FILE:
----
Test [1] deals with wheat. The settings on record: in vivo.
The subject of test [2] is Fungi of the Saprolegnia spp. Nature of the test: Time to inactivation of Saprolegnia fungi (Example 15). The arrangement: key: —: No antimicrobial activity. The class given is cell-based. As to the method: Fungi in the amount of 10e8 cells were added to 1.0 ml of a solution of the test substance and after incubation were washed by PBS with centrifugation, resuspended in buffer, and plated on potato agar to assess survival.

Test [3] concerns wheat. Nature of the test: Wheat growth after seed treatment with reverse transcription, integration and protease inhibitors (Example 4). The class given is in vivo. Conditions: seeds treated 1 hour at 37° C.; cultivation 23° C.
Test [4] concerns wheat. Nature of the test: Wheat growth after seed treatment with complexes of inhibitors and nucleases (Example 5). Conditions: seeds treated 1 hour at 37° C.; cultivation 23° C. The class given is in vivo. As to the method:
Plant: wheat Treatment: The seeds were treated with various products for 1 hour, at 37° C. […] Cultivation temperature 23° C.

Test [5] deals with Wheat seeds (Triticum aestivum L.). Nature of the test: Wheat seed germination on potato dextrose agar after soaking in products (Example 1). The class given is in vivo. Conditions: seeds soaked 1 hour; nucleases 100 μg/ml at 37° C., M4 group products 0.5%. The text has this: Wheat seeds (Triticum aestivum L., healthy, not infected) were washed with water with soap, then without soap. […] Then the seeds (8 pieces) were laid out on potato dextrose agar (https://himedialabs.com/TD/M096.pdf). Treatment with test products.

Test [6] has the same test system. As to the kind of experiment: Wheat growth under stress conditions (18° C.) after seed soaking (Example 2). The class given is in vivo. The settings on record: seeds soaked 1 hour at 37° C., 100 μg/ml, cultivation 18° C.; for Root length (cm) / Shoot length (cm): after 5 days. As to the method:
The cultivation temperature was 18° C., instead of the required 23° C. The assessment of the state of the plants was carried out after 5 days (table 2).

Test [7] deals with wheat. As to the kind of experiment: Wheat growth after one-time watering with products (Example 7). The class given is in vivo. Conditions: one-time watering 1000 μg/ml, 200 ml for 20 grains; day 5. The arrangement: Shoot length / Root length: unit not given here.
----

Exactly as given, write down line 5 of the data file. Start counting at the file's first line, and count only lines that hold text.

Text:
Plant: wheat Treatment: The seeds were treated with various products for 1 hour, at 37° C. […] Cultivation temperature 23° C.